The wines of the Alto Adige are already exciting, but this renewed focus on the vineyards promises even better things to come. For a region that is not particularly large, with vineyards that are not particularly inexpensive to farm, it’s surprising that so many wines can be made at such a high quality. As I mentioned before, this has to do mostly with the topography, which allows for riverbench vineyards, hillside vineyards and even hilltop vineyards in some cases, each with different soils and exposition. This allows for remarkable flexibility when it comes to planting vines for fine wines.
The wineries tend to be cooperatives, a legacy of the situation these peasant farmers faced at the turn of the last century and not necessarily a detriment. While the co-ops do tend to produce middle of the road wines, other than their super cuvees that tend to be more internationally styled, they also seem to move slowly when changing styles, allowing some of the most abrupt and disruptive innovations in the winemaking to bypass them until they are fine tuned.
All this means that the co-ops do continue to improve their wines but at a slower pace than some private cellars, which is not a bad thing. Private cellars are a bit of a rare thing in the Alto Adige, though each passing year sees an increase in the number of folks going it alone.  I recently visited the Alto Adige and was able to taste through the cellars of a few of these co-ops and some private wineries, as well.  I was quite impressed with most of the wines I tasted, some of which are not imported to the U.S. or imported only sporadically.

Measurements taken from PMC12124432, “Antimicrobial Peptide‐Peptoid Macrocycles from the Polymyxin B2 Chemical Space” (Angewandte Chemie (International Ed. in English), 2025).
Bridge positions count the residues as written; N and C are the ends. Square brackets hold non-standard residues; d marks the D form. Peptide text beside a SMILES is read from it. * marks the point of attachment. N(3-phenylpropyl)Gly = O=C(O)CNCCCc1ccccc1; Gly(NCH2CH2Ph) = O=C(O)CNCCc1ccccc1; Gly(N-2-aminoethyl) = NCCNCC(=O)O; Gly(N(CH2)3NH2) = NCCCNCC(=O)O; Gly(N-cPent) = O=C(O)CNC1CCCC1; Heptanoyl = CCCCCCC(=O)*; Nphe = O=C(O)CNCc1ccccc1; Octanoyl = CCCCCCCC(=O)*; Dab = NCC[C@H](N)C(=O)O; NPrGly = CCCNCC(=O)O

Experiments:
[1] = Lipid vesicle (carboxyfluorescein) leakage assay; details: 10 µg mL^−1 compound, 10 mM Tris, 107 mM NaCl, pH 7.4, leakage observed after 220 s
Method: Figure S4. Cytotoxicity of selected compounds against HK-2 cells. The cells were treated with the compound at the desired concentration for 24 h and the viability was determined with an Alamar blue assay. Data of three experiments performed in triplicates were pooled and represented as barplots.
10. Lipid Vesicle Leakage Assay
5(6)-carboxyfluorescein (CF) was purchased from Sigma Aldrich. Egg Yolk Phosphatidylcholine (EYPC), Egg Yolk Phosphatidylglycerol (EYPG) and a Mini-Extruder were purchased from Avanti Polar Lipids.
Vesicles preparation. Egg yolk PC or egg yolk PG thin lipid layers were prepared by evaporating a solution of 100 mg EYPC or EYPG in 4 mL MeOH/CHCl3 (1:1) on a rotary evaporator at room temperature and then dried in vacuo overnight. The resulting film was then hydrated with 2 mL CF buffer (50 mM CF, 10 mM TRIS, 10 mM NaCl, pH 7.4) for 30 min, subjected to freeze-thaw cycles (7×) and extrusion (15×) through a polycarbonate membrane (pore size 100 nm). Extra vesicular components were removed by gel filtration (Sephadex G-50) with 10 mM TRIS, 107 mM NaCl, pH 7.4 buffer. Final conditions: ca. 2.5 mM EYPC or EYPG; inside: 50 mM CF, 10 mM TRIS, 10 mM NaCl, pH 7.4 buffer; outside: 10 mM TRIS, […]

I hope that changes and we get to see more of these wines in the states. I’ve listed the wines that I feel are important in the Alto Adige below, but I want to give special recognition to what are arguably the three most important wines to my mind.
The first is Tiefenbrunner’s Muller-Thurgau Feldmarschall, which comes from vines planted at over 1000 meters of elevation. The result is a white wine built of cool temperatures yet high sunlight hours. Precision, minerality and cool fruit are the hallmarks of this wine, and while Muller-Thurgau might not be the most important grape variety out there, this is a compelling wine and certainly the finest example of it. The best part is the price, about $30 a bottle for a unique, benchmark quality wine. That is the Alto Adige.
The second is Schiava, the workman-like grape that was the region’s most popular until recently with good reason. While Schiava often resembles a rosé with its light body, sapid acidity and gentle tannins, there is something almost addictive about its strawberry and herb-tinged flavors. At its best, and truth be known there isn’t that much really compelling Schiava, the grape can produce complexity and elegance that resembles a fine bottle of Burgundy. Girlan’s Gschleier Schiava from vines between 80 and 100 years old grown at 450 meter elevation is just such a wine. This is the benchmark example for the variety. Price? While rarely imported into the U.S., I recently found it for $22 a bottle. That is the Alto Adige.